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Dr. B.
Dr. B., Cat Veterinarian
Category: Cat
Satisfied Customers: 26459
Experience:  I am a small animal veterinarian with a special interest in cats and am happy to discuss any questions you have.
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He’s tummy was rub m, hes tummy was rumbling yesterday and

Customer Question

He’s tummy was rub m
JA: I'll do all I can to help. What is wrong with the cat?
Customer: hes tummy was rumbling yesterday and today he’s constipated. He has no energy and not eating.
JA: The Expert will know how to help the cat. What is the cat's name and age?
Customer: Marmite he’s 2
JA: Is there anything else important you think the Veterinarian should know about Marmite?
Customer: He tried to go in the litter tray but no go.
Submitted: 17 days ago.
Category: Cat
Expert:  Dr. B. replied 17 days ago.

Hello & welcome, I am Dr. B, a licensed veterinarian and I would like to help you today.

Poor Marmite!

It sounds like he may have constipation with secondary nausea causing gut sounds/appetite loss. Of course, just since he is a male cat, makes sure he can pass urine OK (urinary blockage is a male cat emergency). Now we do need to tread with care. If there is any chance he has eaten something non-edible, has belly pain or vomiting; then we'd want him seen urgently.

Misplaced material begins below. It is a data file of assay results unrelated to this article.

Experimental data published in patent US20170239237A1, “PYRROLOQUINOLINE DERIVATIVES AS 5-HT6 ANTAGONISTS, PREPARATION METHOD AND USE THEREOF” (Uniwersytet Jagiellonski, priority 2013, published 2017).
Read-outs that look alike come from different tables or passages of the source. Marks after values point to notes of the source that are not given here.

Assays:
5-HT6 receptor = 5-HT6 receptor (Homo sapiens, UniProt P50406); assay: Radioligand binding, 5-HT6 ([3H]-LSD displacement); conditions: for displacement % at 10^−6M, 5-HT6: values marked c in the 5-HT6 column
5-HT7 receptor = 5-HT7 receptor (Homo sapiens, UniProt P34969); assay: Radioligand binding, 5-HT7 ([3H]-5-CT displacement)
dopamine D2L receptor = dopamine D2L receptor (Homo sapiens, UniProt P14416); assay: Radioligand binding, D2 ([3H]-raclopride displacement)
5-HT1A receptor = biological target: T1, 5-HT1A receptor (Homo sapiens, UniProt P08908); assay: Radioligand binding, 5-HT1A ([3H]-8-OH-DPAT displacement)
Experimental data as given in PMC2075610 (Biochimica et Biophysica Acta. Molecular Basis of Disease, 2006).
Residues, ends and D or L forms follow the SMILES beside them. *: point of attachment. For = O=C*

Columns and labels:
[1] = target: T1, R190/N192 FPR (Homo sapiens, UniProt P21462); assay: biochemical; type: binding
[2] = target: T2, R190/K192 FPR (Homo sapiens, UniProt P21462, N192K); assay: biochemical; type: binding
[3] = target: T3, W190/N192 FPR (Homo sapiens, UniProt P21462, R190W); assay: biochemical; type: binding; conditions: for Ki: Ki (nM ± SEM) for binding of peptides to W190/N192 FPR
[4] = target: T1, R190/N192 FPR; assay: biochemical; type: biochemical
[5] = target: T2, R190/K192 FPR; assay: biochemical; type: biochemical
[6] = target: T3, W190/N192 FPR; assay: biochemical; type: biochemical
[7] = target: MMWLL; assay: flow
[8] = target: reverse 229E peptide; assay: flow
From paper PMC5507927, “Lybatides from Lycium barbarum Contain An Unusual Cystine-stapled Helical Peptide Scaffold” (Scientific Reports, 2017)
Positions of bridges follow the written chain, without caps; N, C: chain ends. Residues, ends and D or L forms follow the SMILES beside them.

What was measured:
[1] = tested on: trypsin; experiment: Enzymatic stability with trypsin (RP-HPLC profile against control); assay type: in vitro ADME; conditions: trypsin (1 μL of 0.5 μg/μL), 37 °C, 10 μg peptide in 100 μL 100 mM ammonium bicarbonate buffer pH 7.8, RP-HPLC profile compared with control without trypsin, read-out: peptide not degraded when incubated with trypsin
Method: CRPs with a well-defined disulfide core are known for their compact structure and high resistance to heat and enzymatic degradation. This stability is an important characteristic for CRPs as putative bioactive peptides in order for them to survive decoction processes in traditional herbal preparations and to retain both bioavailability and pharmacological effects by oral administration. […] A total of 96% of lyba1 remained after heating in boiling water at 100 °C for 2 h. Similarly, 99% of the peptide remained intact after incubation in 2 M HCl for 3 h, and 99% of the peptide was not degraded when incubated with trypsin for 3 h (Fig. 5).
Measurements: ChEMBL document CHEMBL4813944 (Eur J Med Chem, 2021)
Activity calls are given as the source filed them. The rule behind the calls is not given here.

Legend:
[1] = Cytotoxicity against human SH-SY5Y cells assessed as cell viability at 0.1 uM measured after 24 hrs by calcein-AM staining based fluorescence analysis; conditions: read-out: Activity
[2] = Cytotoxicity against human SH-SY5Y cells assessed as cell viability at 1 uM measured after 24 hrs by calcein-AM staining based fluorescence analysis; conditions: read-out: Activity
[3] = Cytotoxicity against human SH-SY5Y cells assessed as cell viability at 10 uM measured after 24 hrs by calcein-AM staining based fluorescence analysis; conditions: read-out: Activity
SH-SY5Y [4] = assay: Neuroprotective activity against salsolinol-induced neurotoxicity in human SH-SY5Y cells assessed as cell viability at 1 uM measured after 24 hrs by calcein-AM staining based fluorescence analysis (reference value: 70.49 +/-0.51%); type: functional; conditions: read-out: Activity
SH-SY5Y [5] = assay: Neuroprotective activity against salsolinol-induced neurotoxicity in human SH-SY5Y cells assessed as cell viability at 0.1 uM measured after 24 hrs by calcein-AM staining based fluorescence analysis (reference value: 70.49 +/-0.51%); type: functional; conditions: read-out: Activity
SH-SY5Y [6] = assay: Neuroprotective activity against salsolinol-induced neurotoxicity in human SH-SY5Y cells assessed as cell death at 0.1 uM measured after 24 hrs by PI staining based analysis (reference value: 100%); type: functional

Otherwise, for constipation, there are a few home care treatments we can try. To start, you can offer a cup of cow's milk. The lactose in milk can be helpful at increasing gut movement to get stools passed. Another option would be OTC cat hairball medication (ie. Catalax, Laxatone, etc) as it works to lubricate the gut to facilitate the movement of gut contents (hard feces in this case) out of the rectum.

Furthermore, we can also try adding fiber (ie canned pumpkin or a 1/4 teaspoon of unflavored Metamucil mixed into a bit of canned food) to his diet. Just like people, these can restore fecal output regularity. We offer these with wet food to ease him eating of it, while making sure we are getting water into him (as canned food is 35% water). I would also encourage him to drink as constipation can be complicated by dehydration. Make sure he has fresh water and you can even offer low sodium chicken broth if he won’t drink.

While you are doing this, I would advise that you monitor Marmite's urine and fecal output. Though if we use the above measures, but if you aren't seeing feces in the next 12-24 hours, or he begins to vomit, show belly pain, or worsens, then they should be evaluated by a vet. Severe impactions of feces sometimes won’t respond to our gentle colon cleaning treatments, and those cases can require more aggressive treatment (ie enemas under sedation).

Kind regards,

Dr. B


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